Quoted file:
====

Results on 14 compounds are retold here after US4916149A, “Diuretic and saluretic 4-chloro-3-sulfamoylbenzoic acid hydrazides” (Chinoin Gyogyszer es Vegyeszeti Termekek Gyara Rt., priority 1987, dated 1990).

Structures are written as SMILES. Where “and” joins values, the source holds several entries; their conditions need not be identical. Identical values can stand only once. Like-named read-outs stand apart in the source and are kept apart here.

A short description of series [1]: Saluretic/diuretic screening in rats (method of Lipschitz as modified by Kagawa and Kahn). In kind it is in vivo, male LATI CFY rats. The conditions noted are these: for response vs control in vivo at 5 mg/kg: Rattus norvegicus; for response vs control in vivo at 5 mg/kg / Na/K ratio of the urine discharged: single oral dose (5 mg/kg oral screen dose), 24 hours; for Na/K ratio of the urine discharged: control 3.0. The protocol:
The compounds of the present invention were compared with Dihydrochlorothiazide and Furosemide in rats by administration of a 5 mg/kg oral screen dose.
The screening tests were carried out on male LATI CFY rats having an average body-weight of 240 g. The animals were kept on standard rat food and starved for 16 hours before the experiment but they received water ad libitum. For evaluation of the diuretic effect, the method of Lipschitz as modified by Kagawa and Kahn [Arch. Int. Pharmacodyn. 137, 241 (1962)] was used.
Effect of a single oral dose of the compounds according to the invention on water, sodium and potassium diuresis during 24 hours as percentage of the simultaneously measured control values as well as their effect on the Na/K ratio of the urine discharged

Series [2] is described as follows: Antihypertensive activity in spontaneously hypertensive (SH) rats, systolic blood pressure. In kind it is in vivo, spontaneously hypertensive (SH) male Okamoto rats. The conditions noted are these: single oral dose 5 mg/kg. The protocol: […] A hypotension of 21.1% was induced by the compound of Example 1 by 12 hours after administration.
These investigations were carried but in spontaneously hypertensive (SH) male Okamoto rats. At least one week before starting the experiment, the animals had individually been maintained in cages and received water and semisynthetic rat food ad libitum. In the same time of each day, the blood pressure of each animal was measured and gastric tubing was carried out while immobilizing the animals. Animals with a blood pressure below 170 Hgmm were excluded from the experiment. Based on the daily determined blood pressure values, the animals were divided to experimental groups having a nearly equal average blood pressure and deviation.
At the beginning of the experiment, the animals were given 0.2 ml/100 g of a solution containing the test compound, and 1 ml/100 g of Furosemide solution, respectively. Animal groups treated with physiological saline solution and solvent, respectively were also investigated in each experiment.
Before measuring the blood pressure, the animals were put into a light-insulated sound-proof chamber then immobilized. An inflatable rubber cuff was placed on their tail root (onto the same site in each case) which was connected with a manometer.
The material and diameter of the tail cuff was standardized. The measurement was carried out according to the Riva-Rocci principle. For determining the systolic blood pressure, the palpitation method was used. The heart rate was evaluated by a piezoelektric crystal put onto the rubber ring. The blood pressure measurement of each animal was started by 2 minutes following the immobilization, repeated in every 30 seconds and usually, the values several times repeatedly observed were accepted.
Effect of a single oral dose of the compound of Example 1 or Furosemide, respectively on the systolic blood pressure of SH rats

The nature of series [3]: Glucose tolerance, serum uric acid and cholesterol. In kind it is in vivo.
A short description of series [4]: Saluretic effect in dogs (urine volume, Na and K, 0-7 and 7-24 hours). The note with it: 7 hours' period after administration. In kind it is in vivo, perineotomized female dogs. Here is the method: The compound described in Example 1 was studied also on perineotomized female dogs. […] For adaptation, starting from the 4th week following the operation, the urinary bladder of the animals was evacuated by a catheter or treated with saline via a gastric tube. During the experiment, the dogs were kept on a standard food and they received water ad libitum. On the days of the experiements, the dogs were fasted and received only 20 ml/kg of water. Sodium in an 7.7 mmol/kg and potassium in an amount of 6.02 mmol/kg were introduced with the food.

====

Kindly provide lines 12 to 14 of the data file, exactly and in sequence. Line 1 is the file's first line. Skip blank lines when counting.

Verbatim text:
Effect of a single oral dose of the compound of Example 1 or Furosemide, respectively on the systolic blood pressure of SH rats

The nature of series [3]: Glucose tolerance, serum uric acid and cholesterol. In kind it is in vivo.
A short description of series [4]: Saluretic effect in dogs (urine volume, Na and K, 0-7 and 7-24 hours). The note with it: 7 hours' period after administration. In kind it is in vivo, perineotomized female dogs. Here is the method: The compound described in Example 1 was studied also on perineotomized female dogs. […] For adaptation, starting from the 4th week following the operation, the urinary bladder of the animals was evacuated by a catheter or treated with saline via a gastric tube. During the experiment, the dogs were kept on a standard food and they received water ad libitum. On the days of the experiements, the dogs were fasted and received only 20 ml/kg of water. Sodium in an 7.7 mmol/kg and potassium in an amount of 6.02 mmol/kg were introduced with the food.